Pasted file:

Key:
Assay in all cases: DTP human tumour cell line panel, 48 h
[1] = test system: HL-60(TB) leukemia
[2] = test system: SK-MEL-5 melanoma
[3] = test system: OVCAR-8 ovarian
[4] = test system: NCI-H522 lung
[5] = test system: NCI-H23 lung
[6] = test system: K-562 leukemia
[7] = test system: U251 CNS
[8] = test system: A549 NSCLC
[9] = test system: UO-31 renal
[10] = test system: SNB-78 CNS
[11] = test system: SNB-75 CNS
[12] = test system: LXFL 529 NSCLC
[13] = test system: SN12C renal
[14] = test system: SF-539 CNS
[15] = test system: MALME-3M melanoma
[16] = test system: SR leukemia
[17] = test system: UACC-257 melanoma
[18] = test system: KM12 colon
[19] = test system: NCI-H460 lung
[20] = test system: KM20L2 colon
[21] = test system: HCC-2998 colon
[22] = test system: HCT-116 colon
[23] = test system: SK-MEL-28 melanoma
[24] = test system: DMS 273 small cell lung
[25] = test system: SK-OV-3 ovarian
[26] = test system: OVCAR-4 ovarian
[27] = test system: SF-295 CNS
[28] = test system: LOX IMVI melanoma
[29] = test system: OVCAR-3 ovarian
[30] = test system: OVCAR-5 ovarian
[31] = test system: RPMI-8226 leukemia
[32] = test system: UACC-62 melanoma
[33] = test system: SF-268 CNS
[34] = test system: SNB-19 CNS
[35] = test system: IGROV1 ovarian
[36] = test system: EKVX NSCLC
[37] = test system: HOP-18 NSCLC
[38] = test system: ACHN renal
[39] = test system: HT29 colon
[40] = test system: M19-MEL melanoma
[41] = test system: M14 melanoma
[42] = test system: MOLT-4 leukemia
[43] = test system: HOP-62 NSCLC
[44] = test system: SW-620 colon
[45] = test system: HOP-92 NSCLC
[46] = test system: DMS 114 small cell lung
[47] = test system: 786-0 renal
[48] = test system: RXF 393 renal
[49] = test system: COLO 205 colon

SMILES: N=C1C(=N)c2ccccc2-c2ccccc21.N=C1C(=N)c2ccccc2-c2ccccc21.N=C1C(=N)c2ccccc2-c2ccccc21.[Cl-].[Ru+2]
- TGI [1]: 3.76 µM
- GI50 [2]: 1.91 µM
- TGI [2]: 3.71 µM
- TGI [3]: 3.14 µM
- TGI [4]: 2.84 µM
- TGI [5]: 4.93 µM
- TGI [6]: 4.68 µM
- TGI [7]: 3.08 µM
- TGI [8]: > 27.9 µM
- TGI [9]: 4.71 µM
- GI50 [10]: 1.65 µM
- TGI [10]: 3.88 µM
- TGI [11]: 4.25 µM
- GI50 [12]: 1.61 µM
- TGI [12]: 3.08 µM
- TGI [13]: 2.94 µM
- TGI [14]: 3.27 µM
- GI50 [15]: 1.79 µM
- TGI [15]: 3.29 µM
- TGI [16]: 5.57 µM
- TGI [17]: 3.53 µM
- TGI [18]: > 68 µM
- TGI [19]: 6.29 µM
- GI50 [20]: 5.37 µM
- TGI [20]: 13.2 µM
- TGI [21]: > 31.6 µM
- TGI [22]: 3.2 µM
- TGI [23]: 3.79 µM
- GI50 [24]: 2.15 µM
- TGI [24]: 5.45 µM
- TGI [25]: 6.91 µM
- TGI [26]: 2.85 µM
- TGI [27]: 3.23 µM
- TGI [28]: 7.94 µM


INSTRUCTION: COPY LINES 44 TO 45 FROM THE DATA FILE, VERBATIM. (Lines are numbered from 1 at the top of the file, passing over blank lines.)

[42] = test system: MOLT-4 leukemia
[43] = test system: HOP-62 NSCLC